We are excited to announce that the 2023 conference dates are confirmed!
We look forward to seeing you at the Marriott Downtown at the Toronto Eaton Center April 20 – 22, 2023.
2023 Hot Topics Include:
- Acute Care surgery in the challenging patient
- When the hernia repair goes wrong
- Tricks to manage tricky bleeding
- Neoadjuvant chemotherapy- are we failing our patients
- Incidentalomas and more
Stay tuned for more program and speaker information as well as possible hands-on workshop opportunities on Wednesday April 19th!
Heather Evans MD, MS
Heather Evans, MD, MS joined the Department of Surgery at Medical University of South Carolina College of Medicine in 2018 as Professor in the division of General and Acute Care Surgery, and Vice Chair of Clinical Research and Applied Informatics. In addition to her practice of trauma surgery and surgical critical care, she also focuses on minimally invasive general surgery including laparoscopic inguinal hernia repair.
Prior to joining MUSC, Dr. Evans served the University of Washington (UW) as Associate Professor of Surgery where she led a multidisciplinary research team with investigators in Biomedical Health Informatics and the School of Nursing, leveraging mobile health (mHealth) solutions to improve the early diagnosis and treatment of surgical site infections https://www.mpowercare.org/. She is currently co-principal investigator on a CDC-funded health technology assessment of the current use of mHealth and patient generated health data to detect and monitor post-operative wound infections https://assisthta.wixsite.com/project.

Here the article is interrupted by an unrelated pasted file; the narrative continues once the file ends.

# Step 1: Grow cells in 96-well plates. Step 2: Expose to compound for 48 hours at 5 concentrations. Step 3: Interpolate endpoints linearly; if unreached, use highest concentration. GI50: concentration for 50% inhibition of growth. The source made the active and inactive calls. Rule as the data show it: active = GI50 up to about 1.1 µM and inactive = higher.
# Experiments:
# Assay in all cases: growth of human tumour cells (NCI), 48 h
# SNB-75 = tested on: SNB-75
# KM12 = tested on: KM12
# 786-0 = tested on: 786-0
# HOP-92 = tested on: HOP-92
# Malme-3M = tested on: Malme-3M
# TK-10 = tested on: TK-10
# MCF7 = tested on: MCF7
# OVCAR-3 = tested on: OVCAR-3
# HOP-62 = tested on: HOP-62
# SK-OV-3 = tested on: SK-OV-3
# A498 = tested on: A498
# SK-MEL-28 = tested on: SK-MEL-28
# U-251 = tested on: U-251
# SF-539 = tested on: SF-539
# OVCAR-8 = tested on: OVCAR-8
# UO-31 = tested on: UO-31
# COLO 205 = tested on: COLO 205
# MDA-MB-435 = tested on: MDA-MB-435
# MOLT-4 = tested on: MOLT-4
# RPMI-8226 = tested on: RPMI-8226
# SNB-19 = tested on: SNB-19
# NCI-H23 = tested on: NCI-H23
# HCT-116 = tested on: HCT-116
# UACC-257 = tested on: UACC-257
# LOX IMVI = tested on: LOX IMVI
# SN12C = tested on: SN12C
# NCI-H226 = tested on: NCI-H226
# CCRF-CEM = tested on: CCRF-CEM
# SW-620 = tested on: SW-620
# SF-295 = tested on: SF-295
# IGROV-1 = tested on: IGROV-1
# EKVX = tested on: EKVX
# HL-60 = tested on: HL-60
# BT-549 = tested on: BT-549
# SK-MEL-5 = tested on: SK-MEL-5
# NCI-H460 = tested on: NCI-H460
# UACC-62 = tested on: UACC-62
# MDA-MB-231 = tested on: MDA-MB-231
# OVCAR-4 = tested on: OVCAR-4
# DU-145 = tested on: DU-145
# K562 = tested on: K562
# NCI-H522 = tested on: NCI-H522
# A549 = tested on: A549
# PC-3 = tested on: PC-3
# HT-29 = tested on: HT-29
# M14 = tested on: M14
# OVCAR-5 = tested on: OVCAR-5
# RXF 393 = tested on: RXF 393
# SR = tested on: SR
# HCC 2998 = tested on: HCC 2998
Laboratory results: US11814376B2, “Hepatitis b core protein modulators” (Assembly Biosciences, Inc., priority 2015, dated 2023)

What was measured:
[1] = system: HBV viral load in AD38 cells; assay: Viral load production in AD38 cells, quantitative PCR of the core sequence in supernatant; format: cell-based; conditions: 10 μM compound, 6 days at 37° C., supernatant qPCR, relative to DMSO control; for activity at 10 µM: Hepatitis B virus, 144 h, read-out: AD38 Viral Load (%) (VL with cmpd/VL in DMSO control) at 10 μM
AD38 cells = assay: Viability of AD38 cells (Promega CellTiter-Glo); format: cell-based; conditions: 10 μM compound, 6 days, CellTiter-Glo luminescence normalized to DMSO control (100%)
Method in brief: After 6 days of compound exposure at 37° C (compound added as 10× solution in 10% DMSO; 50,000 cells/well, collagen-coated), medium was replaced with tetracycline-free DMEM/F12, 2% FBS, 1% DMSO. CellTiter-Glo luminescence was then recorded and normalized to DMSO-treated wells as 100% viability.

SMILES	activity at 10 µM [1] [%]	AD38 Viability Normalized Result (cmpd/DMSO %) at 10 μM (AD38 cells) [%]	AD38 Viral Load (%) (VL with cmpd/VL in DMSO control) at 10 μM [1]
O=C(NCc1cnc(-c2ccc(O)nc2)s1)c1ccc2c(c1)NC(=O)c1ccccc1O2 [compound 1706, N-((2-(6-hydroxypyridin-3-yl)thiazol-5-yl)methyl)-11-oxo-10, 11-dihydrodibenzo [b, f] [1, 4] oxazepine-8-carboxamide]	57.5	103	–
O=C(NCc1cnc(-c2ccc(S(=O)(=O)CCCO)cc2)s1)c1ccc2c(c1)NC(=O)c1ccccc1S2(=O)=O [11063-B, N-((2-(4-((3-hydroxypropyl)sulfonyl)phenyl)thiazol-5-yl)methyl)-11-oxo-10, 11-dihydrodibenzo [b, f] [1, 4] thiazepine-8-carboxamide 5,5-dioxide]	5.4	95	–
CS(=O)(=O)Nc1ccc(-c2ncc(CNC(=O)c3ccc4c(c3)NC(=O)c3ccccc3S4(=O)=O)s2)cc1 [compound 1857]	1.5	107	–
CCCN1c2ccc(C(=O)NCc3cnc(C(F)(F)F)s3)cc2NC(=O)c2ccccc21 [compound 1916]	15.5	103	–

Dr. Evans earned her medical degree from the University of Rochester and completed her general surgery residency at the University of Virginia. She attended UW to finish her training in surgical critical care and trauma at Harborview Medical Center where she joined the faculty in 2008. She is a fellow of the American College of Surgeons and is board certified in general surgery, with additional qualifications in surgical critical care. She is also a fellow of the American Association of the Surgery of Trauma and chairs the program committee as Recorder for the Surgical Infection Society.
Kyle Staller MD, MPH
Kyle Staller, MD, MPH is a gastroenterologist and the director of the Gastrointestinal Motility Laboratory at Mass General. He is also an assistant professor of medicine at Harvard Medical School and a member of the Clinical and Translational Epidemiology Unit. Dr. Staller specializes in disorders of gastrointestinal motility and disorders of brain-gut interaction.
Dr. Staller received his medical degree from Harvard Medical School and trained at Massachusetts General Hospital (MGH) for residency and gastroenterology (GI) fellowship. He also completed formal training in epidemiology culminating in a Masters of Public Health from the Harvard School of Public Health and subspecialty training in neurogastroenterology and motility at MGH before joining the faculty.
Dr. Staller’s research interests include clinical and epidemiologic research in neurogastroenterology and motility with particular interest in chronic constipation, irritable bowel syndrome (IBS), fecal incontinence, eating disorders, and women’s health in functional GI diseases. His research has been published in medical journals across the spectrum of GI, and he also serves as a medical liaison to the media with appearances in national news outlets as well as health and wellness magazines.